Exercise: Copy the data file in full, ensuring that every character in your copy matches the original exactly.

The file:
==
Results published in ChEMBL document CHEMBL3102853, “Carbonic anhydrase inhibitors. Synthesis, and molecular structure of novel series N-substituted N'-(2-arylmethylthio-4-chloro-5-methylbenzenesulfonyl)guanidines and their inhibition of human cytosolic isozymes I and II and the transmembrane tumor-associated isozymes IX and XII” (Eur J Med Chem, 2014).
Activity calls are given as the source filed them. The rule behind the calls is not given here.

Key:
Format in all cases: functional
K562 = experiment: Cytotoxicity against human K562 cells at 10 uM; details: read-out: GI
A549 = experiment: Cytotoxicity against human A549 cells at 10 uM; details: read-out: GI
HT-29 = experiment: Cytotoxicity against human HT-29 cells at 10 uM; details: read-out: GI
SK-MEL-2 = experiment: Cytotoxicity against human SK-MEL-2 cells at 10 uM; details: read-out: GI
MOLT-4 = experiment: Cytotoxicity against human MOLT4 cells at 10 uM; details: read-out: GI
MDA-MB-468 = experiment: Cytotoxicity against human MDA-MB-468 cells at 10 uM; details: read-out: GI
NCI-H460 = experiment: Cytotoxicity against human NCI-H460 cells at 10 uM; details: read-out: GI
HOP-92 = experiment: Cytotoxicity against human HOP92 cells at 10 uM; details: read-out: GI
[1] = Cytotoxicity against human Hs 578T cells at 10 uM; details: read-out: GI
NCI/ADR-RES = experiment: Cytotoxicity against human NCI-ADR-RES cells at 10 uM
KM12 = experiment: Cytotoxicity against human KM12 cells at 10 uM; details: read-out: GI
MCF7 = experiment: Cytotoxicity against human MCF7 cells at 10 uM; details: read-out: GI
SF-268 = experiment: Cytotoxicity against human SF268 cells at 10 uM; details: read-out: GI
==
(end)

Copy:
Results published in ChEMBL document CHEMBL3102853, “Carbonic anhydrase inhibitors. Synthesis, and molecular structure of novel series N-substituted N'-(2-arylmethylthio-4-chloro-5-methylbenzenesulfonyl)guanidines and their inhibition of human cytosolic isozymes I and II and the transmembrane tumor-associated isozymes IX and XII” (Eur J Med Chem, 2014).
Activity calls are given as the source filed them. The rule behind the calls is not given here.

Key:
Format in all cases: functional
K562 = experiment: Cytotoxicity against human K562 cells at 10 uM; details: read-out: GI
A549 = experiment: Cytotoxicity against human A549 cells at 10 uM; details: read-out: GI
HT-29 = experiment: Cytotoxicity against human HT-29 cells at 10 uM; details: read-out: GI
SK-MEL-2 = experiment: Cytotoxicity against human SK-MEL-2 cells at 10 uM; details: read-out: GI
MOLT-4 = experiment: Cytotoxicity against human MOLT4 cells at 10 uM; details: read-out: GI
MDA-MB-468 = experiment: Cytotoxicity against human MDA-MB-468 cells at 10 uM; details: read-out: GI
NCI-H460 = experiment: Cytotoxicity against human NCI-H460 cells at 10 uM; details: read-out: GI
HOP-92 = experiment: Cytotoxicity against human HOP92 cells at 10 uM; details: read-out: GI
[1] = Cytotoxicity against human Hs 578T cells at 10 uM; details: read-out: GI
NCI/ADR-RES = experiment: Cytotoxicity against human NCI-ADR-RES cells at 10 uM
KM12 = experiment: Cytotoxicity against human KM12 cells at 10 uM; details: read-out: GI
MCF7 = experiment: Cytotoxicity against human MCF7 cells at 10 uM; details: read-out: GI
SF-268 = experiment: Cytotoxicity against human SF268 cells at 10 uM; details: read-out: GI